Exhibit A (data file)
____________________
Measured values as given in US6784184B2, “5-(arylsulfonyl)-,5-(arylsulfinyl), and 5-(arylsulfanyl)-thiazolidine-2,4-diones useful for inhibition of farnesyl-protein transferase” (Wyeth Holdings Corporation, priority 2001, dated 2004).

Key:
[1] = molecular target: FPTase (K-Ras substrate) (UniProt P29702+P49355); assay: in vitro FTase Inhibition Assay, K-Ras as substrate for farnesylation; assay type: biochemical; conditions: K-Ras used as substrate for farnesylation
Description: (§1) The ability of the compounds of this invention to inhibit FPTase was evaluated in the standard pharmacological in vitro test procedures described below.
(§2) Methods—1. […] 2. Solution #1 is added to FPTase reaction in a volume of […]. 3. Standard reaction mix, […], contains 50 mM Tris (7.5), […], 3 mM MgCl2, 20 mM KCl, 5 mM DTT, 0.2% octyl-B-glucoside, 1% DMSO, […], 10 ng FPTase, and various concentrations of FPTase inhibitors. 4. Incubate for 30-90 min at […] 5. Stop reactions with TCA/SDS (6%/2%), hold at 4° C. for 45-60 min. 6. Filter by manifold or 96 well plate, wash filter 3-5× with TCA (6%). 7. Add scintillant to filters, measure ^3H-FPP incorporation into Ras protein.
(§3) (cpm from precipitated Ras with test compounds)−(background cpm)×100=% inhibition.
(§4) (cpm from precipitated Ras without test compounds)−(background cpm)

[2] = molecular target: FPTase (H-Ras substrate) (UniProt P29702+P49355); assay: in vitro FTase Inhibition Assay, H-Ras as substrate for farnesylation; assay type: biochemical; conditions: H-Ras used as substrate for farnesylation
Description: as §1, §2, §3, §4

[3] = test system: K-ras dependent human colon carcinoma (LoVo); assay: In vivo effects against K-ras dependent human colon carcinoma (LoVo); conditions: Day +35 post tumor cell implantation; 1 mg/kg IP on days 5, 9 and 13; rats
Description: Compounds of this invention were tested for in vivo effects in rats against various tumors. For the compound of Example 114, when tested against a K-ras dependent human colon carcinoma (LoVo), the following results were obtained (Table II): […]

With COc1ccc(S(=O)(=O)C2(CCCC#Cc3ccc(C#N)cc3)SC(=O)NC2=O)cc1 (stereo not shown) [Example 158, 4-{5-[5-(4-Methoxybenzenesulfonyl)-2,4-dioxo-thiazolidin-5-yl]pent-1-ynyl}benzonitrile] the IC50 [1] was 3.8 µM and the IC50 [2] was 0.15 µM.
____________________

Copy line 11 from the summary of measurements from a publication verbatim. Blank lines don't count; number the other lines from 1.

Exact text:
Description: Compounds of this invention were tested for in vivo effects in rats against various tumors. For the compound of Example 114, when tested against a K-ras dependent human colon carcinoma (LoVo), the following results were obtained (Table II): […]